A Steep Road to Recovery Lies Ahead for Jabil Circuit
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The year-to-date stock price chart of contract electronics manufacturer Jabil Circuit (NYSE: JBL) closely resembles that of a roller coaster track. After rising steadily in early 2012, the stock has tumbled down as a number of factors have weighed on the company’s performance.
The shares went into another sharp descent after Jabil posted fourth-quarter results. Although the top line was more or less in line with what analysts expected, a gaping miss on the bottom line and a tepid outlook for the ongoing quarter sent shares south.
Jabil’s revenue in the quarter remained stagnant at $4.3 billion from the year-ago period as growth in its Diversified Manufacturing Services business was offset by declines in enterprise & infrastructure and the high velocity business. The company is facing a number of challenges in its end markets due to sluggish economic conditions and it could be quite some time before Jabil investors could heave a sigh of relief. And there a number of reasons why I’m saying this.
Enterprise Under Pressure
Jabil’s enterprise segment has been under pressure for some time now and the story was no different this time. A sluggish economy has led to tighter spending by telecom companies and this has affected performance of equipment makers such as Cisco (NASDAQ: CSCO), which is one of Jabil’s most important customers. As a result, revenue from this segment declined 5% from last year.
Cisco said last month that it expects muted technology spending as carriers are not willing to fire on all cylinders as far as infrastructure build-out is concerned. Moreover, the uncertainty regarding technology spending in Europe is here to stay for a reasonably long time according to Cisco.
Hence, Jabil’s business from Cisco was in for some turmoil as its illustrious client was treading cautiously. And looks like the same happened as Jabil said that it expects only one 10% customer for the current fiscal year as against three last year, with Research In Motion and Apple (NASDAQ: AAPL) completing the line-up. Jabil says that its only 10% customer would be from the diversified manufacturing services segment, and hence, I believe that its business from Cisco has indeed gone down.
Moving on, we come to the high velocity business, which contributes one-fourth to Jabil’s top line and has been struggling. Revenue from the segment dipped 10% from last year as weakness in mobile handsets and set-top boxes eclipsed the positive momentum shown by automotives. It appears that Jabil doesn’t expect much from this segment as high velocity is expected to fall 24% this fiscal year.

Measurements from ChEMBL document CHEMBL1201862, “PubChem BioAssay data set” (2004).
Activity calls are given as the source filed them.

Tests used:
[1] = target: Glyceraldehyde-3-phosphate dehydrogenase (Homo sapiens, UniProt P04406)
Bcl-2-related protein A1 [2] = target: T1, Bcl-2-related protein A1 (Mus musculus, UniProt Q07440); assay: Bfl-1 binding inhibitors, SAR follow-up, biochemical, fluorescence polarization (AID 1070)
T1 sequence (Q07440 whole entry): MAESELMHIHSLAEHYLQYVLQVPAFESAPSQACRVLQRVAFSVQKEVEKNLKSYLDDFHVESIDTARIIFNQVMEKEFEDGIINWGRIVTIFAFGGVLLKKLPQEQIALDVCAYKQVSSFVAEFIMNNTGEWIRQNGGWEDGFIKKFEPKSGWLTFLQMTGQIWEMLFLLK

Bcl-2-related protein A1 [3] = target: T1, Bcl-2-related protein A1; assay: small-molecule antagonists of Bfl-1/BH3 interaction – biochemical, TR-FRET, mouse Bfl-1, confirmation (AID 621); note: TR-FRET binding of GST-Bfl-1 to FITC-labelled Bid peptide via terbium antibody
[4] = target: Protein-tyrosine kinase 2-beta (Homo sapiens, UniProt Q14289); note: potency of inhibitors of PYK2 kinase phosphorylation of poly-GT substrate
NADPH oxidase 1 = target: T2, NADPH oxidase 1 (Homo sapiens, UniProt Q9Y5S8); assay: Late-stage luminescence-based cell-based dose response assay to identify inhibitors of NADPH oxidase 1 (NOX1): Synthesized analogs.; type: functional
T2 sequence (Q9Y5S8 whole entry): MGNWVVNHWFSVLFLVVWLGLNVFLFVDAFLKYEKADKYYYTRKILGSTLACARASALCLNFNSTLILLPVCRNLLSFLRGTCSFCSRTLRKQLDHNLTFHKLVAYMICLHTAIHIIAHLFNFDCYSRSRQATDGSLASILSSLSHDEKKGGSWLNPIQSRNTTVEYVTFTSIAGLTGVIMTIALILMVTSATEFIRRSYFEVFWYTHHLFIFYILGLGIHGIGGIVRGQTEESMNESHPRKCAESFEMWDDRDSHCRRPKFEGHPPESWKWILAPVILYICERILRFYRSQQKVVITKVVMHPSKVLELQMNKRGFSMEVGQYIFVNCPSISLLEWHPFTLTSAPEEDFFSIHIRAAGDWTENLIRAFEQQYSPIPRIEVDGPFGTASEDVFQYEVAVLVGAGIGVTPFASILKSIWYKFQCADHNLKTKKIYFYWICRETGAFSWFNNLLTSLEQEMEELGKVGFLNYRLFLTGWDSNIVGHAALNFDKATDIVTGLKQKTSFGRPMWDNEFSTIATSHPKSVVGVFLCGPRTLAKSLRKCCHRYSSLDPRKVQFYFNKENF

However, it is the diversified manufacturing services (DMS) business about which management seemed quite upbeat on the conference call. This segment has grown at an annual rate of 33% over the past three years and contributed 45% to Jabil’s top line last fiscal year. The company is looking to move “deeper and more aggressively” into this market and grow this business further. However, even this positive comes with some significant challenges.
Firstly, Jabil has been facing difficulties in the Clean Tech business, wherein it supplies photovoltaic (PV) modules to solar manufacturers. The solar industry is itself going through tough times as countries are not providing subsidies for solar installations and projects in the same way they used to a couple of years back.
And once you throw in the uncertain economic conditions, the chances for a recovery in clean tech diminish further as governments would rather use their funds somewhere else. In addition, demand in defense & aerospace and industrials is also expected to be muted going forward.
Gratifying Apple Through Pain
However, specialized services under DMS have done pretty well, although at the cost of margins. Jabil makes the aluminum casing for Apple’s iPhone 5 and has made huge investments to meet the smartphone maker’s huge demand. Out of capital expenditures of $481 million incurred during the fiscal year, 70% was allotted to DMS with $202 million of expenditure incurred in the fourth quarter itself.
This suggests that Jabil was ramping up production for the iPhone at a rapid pace and hurt its margins in the process. Apple has already sold 5 million units of the iPhone and is facing challenges to match up to the demand. Hence, Apple is most probably pushing its component suppliers to meet the supersonic demand generated by the iPhone 5; as a result, Jabil’s margins might be in for some more tanking.
But it should be considered that Jabil’s presence in Apple’s books could turn out to be a positive over the long-term. The iPhone 5 has already bettered the iPhone 4S and should eclipse its nearest competitor, the Galaxy S III pretty soon. Hence, Jabil could prove be a good long-term bet once it manages to streamline costs and other areas of its business improve once the economy brightens up.
The Bottom Line
The way I see it, Jabil remains a long play on the economic recovery. If you are willing to buy and hold it for a long, long time, Jabil might prove to be a good buy. However, its high velocity business is doing worse than the other two businesses, which are more or less doing decently under pressure. This is a pretty strong reason why I would prefer to watch Jabil from the sidelines till its high velocity business shows signs of life.
But if you’re willing to wait and are ready to see out the developments in high velocity, a dividend yield of 1.5% might come in handy. What do you think?
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